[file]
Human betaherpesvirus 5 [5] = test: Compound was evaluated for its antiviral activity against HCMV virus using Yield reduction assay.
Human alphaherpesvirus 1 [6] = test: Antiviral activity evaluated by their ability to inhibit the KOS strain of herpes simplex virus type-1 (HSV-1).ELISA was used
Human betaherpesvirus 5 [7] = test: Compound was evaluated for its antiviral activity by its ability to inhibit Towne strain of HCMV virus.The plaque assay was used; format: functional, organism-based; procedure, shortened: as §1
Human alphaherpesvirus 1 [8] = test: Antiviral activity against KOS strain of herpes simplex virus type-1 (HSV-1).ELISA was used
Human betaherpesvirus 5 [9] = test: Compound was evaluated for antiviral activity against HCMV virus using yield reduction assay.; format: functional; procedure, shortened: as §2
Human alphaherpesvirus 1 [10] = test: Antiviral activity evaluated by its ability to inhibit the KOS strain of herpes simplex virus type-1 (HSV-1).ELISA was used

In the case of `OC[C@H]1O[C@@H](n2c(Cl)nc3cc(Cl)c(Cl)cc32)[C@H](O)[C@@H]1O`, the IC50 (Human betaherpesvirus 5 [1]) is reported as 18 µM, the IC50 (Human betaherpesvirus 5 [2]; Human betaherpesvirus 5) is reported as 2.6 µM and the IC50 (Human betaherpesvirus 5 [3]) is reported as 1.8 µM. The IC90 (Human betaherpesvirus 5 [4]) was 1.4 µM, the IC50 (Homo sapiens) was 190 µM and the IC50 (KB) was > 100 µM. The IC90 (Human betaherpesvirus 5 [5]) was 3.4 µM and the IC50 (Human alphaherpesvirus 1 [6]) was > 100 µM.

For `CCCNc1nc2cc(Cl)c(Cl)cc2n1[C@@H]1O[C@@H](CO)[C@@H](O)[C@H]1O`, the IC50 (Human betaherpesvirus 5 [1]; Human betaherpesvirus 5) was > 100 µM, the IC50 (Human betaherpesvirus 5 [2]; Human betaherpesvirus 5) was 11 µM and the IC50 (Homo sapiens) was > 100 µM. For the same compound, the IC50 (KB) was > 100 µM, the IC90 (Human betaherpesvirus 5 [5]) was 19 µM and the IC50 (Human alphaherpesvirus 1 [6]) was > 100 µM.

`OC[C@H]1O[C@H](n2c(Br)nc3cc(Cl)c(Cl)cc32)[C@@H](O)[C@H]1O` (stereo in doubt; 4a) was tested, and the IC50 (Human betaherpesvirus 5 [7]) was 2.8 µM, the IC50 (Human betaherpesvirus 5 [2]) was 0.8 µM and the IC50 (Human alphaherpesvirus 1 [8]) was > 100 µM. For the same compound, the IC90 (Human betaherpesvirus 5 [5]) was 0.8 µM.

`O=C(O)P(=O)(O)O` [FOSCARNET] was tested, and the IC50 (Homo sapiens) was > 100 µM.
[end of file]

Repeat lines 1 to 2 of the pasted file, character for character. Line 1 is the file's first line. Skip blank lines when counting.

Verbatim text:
Human betaherpesvirus 5 [5] = test: Compound was evaluated for its antiviral activity against HCMV virus using Yield reduction assay.
Human alphaherpesvirus 1 [6] = test: Antiviral activity evaluated by their ability to inhibit the KOS strain of herpes simplex virus type-1 (HSV-1).ELISA was used